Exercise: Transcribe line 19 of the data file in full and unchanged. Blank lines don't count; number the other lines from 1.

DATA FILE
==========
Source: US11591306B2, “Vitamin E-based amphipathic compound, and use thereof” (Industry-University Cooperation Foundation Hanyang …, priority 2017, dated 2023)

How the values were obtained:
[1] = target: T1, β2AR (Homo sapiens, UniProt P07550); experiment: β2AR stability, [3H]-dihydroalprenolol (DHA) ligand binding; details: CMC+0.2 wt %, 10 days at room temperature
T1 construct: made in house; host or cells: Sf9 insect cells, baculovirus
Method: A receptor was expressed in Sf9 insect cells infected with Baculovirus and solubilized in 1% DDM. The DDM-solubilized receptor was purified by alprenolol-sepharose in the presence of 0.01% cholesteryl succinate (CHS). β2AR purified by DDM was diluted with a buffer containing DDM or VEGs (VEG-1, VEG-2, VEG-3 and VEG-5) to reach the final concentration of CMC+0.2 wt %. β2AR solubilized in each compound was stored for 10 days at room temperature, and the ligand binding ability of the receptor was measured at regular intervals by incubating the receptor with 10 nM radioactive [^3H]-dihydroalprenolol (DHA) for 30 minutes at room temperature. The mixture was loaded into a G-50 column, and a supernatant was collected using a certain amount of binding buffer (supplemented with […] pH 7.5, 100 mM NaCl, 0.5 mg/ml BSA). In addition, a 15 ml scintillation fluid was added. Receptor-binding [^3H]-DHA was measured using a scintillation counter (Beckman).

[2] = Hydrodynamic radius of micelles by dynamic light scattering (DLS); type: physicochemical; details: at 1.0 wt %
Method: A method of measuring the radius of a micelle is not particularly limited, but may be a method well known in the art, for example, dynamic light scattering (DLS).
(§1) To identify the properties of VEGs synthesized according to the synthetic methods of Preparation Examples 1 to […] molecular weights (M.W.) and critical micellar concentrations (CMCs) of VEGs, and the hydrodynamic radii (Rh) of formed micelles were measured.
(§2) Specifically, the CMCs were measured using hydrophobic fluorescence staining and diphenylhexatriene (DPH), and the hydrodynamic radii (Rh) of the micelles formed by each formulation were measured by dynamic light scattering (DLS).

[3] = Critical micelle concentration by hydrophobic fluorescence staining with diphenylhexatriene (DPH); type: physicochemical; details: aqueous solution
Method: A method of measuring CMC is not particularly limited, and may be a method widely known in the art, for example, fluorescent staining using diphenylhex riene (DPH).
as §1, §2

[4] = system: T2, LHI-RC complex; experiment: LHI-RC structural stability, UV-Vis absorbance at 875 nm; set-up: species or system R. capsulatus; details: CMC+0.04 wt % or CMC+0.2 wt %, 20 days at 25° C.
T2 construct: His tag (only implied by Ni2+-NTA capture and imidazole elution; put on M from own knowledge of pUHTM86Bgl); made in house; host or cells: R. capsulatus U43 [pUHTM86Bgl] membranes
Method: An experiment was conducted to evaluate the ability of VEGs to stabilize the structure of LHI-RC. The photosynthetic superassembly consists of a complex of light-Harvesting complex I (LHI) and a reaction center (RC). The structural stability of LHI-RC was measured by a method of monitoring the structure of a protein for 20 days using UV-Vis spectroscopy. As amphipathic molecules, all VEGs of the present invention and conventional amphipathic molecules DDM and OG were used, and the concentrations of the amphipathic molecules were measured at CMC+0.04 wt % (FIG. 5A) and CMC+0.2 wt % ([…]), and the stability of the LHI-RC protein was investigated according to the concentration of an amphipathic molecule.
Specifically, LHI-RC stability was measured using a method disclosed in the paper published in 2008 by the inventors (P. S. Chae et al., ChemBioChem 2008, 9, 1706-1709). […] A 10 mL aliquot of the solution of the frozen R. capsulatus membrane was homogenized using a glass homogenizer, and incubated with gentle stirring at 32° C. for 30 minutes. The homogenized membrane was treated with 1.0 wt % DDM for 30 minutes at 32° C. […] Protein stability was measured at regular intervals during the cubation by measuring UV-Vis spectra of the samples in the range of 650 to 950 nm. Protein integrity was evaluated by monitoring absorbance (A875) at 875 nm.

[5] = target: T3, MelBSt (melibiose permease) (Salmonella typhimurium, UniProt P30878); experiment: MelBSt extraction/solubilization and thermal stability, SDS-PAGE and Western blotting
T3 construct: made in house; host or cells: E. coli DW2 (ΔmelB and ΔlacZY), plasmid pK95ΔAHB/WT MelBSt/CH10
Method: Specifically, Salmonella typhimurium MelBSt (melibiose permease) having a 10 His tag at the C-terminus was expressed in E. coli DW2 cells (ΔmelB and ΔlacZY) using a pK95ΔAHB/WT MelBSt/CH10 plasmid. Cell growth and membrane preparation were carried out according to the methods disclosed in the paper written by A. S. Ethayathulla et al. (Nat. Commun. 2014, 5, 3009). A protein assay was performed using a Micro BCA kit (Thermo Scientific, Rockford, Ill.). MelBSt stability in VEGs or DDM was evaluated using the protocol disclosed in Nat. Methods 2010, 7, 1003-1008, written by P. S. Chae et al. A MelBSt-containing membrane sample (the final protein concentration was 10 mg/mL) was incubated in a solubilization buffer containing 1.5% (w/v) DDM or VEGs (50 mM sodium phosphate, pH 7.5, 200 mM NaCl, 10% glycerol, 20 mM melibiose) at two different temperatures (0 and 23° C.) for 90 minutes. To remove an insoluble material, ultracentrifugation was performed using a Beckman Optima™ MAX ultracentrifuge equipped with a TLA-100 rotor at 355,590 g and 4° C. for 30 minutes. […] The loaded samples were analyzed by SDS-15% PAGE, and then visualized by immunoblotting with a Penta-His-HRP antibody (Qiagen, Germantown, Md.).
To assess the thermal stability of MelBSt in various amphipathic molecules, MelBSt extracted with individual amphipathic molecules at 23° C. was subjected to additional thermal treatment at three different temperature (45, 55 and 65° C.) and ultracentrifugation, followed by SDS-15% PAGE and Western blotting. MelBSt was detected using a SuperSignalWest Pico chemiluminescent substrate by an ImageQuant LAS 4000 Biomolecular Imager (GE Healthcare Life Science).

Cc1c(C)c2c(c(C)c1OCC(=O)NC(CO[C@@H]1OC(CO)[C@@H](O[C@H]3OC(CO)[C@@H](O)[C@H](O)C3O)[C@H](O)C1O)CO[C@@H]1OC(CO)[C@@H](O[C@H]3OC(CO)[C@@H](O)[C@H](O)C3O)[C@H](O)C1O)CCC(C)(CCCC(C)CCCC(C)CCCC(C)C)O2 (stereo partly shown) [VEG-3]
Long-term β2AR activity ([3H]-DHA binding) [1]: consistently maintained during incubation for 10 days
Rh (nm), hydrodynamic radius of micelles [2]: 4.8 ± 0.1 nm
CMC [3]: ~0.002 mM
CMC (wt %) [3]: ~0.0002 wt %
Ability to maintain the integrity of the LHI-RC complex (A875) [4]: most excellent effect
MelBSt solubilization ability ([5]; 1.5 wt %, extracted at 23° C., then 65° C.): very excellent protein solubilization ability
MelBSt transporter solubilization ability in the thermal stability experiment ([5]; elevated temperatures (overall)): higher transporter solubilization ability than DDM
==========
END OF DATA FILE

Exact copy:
Method: Specifically, Salmonella typhimurium MelBSt (melibiose permease) having a 10 His tag at the C-terminus was expressed in E. coli DW2 cells (ΔmelB and ΔlacZY) using a pK95ΔAHB/WT MelBSt/CH10 plasmid. Cell growth and membrane preparation were carried out according to the methods disclosed in the paper written by A. S. Ethayathulla et al. (Nat. Commun. 2014, 5, 3009). A protein assay was performed using a Micro BCA kit (Thermo Scientific, Rockford, Ill.). MelBSt stability in VEGs or DDM was evaluated using the protocol disclosed in Nat. Methods 2010, 7, 1003-1008, written by P. S. Chae et al. A MelBSt-containing membrane sample (the final protein concentration was 10 mg/mL) was incubated in a solubilization buffer containing 1.5% (w/v) DDM or VEGs (50 mM sodium phosphate, pH 7.5, 200 mM NaCl, 10% glycerol, 20 mM melibiose) at two different temperatures (0 and 23° C.) for 90 minutes. To remove an insoluble material, ultracentrifugation was performed using a Beckman Optima™ MAX ultracentrifuge equipped with a TLA-100 rotor at 355,590 g and 4° C. for 30 minutes. […] The loaded samples were analyzed by SDS-15% PAGE, and then visualized by immunoblotting with a Penta-His-HRP antibody (Qiagen, Germantown, Md.).